Shaw's Getting Married: "Will somebody tell me how the world is to get on if nobody is to get married?"
Shaw's Getting Married - Peter Krantz
What's love got to do got to do with it?
What's love but a sweet old fashioned notion?
What's love got to do got to do with it?
Who needs a heart when a heart can be broken?
Tina Turner's 'What's love got to do with it?')
According to playwright, social critic and consistent curmudgeon, George Bernard Shaw, love is not really the main issue. In Getting Married,
director, Joseph Ziegler, aptly employs a powerful and talented ensemble to arrive at the real problem, the law of the land which dictates that a husband be responsible for his wife's potential libel and that a divorce be accomplished through nasty play acting that involves simulation of a brutish attack.
At the Royal George Theatre in Niagara-on-the-Lake, we quickly discover that wedding bells do not necessarily
announce happiness or provide bliss, but rather a sudden confrontation with legalistic imponderables weighing heavily upon those gathered inside the kitchen of the Bishop of Chelsea's (David Schurmann) residence on the very morning of his youngest daughter Edith's (Krista Colosimo) wedding.
General Bridgenorth (Peter Krantz), the bishop's brother, representing the military establishment, fitted in a dazzling red uniform adorned with many medals, is to give the bride away. However, weddings tend morosely to remind him of his unrequited love for Lesbia (Fiona Byrne), the willful sister of the Bishop's wife who carries out her role as best it allows. Yes, a great name for Lesbia who desires children but not a husband, and is willing to suffer "honourably" in the process.
The room fills with bizarre guests for Shaw to caricature and exploit. Reginald (Peter Millard), another Bridgenorth brother and reputed scoundrel, beat up his wife, Leo (Nicola Correia-Damude), in front of the gardener, a witness and then ran away with a "woman of the street" to Brighton. We discover later that he was actually a gentleman, trying to provide silly grounds for divorce so his daffy Leo could marry young St. John Hotchkiss (Martin Happer), a fearless snob with "a face like a mushroom."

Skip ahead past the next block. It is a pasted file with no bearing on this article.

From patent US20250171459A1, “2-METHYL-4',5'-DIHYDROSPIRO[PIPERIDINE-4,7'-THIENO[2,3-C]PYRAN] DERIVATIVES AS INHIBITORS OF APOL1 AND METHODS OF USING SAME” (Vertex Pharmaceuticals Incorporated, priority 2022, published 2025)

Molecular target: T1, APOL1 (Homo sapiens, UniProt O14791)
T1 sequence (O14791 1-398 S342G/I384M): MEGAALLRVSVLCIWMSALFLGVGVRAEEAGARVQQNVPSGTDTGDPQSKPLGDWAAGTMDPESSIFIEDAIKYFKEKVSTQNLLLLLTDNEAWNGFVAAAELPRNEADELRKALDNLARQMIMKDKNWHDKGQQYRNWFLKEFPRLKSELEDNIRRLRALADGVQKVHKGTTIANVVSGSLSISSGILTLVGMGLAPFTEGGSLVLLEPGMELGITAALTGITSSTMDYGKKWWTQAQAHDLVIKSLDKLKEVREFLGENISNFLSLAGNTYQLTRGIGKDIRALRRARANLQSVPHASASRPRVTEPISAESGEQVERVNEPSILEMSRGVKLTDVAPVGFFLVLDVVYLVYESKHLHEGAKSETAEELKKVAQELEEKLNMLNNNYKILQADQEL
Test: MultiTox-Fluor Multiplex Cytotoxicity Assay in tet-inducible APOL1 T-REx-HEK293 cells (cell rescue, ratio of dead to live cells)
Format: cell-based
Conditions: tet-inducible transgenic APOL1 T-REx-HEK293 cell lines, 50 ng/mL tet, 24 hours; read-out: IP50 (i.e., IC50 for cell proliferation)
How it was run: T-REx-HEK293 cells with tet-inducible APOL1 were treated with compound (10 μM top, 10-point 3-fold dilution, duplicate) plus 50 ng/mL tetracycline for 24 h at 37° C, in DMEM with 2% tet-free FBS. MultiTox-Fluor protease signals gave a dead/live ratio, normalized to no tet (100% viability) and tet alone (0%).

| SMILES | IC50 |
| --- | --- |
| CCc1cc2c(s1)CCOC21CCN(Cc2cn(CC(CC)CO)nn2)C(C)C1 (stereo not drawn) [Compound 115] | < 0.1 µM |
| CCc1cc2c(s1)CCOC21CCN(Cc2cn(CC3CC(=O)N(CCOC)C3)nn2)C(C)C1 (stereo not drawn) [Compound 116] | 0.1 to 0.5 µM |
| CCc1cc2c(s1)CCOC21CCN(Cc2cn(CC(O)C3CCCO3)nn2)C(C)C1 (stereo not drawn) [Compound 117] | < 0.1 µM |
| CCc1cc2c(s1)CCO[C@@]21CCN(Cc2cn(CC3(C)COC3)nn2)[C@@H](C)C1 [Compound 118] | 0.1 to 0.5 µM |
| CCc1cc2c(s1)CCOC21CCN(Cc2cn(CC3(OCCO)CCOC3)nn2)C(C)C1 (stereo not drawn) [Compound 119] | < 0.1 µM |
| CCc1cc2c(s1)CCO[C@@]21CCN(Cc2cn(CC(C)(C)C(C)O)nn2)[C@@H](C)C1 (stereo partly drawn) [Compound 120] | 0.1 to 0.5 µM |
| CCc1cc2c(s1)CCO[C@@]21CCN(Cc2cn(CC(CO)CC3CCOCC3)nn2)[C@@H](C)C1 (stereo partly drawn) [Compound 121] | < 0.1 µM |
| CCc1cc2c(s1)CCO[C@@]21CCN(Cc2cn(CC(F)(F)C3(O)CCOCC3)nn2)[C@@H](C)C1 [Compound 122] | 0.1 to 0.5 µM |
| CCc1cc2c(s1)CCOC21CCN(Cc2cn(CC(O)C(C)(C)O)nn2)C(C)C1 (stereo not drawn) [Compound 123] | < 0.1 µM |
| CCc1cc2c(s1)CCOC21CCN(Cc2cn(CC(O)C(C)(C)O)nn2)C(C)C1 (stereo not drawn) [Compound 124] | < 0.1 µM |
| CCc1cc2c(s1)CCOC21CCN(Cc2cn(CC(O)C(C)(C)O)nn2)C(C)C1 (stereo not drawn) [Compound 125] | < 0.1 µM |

On the morning of the wedding, both betrothed, Edith and Cecil (Gray Powell) receive pamphlets titled "Do You Know What You Are Doing by One Who Has Done It," describing Draconian liabilities under Edwardian marriage laws. They immediately decide that matrimony is for the birds but enlist cast members to formulate the first pre-nuptial contract prior to movie stars and Donald Trump - which sounds simple but cannot please one and all.
Shaw stands magisterially upon his soap box, and social farce ensues. Characters argue for polygamy, polyandry and abolishing marriage altogether. Father Soames (Norman Browning) is asked to draw up the legal contract, and he accomplishes more with a few one-liners and hilarious body language than most others accomplish with larger parts. Shaw meanly awards the best roles to the males.
The greengrocer/alderman, William Collins, is played to perfection by Michael Ball, and "Boxer," the aforementioned Peter Krantz gets mileage out of his militarily-engendered rants while Lesbia disdains both his smoking and repeated tearful marriage proposals. Schurmann's Bishop proves to be the understated and most sensible of all characters, insisting on "giving the Devil his due," looking at all sides of the argument. His wife (Sharry Flett) is unfortunately reduced primarily to smiles and knitting thanks to G.B.S.
As usual, Shaw overplays his hand as this satire could easily end at the conclusion of the first act, and we would all be happy and amused, but we are subjected to boring didactics for another hour with Mrs. George Collins, the coal merchant's wife, the Mayoress, the greengrocer's sister-in-law and the author of a series of anonymous love letters to the bishop (Laurie Paton) who represents an unremarkable universal femme fatale archetype and undergoes a tedious séance which would be better served by simply belting out the lyrics to
Helen Reddy's I Am Woman. Of course, the youngsters marry thanks primarily to the holy institution of insurance, something that they will probably experience later again when they have children.
One of the treats at Shaw involves the program with its interesting research and history. We learn that Shaw's sister, Lucy, divorced with her brother's assistance but that Shaw himself remained married to Charlotte Payne-Townsend for 45 years despite reports of his philandering and a relationship devoid of sex.
This is the fourth production of Getting Married at the Shaw Festival - the last in 1999, directed by Jim Mezon. Designed by Sue Lepage, the set, a minimalist Norman kitchen in the palace of the Bishop, serves as an appropriate place for social troubles that brew in subversive corridors of church and state power.
Getting Married by G. B. Shaw; directed by Joseph Ziegler; designer, Sue LePage; lighting designer, Louise Guinand; Cast: Peter Krantz, Fiona Byrne, Laurie Paton, Martin Happer, and David Schurmann with Michael Ball, Norman Browning, Nicola Correia-Damude, Sharry Flett, and Peter Millard. Shaw Festival, Royal George Theatre: Directed by Joseph Ziegler, Written by: George Bernard Shaw. Performances from April 11 to November 1, 2008 Box Office: 1 (800) 511-SHAW (7429) Shaw Festival, Royal George Theatre, 85 Queen Street, Niagara-on-the-Lake, ON L0S 1J0
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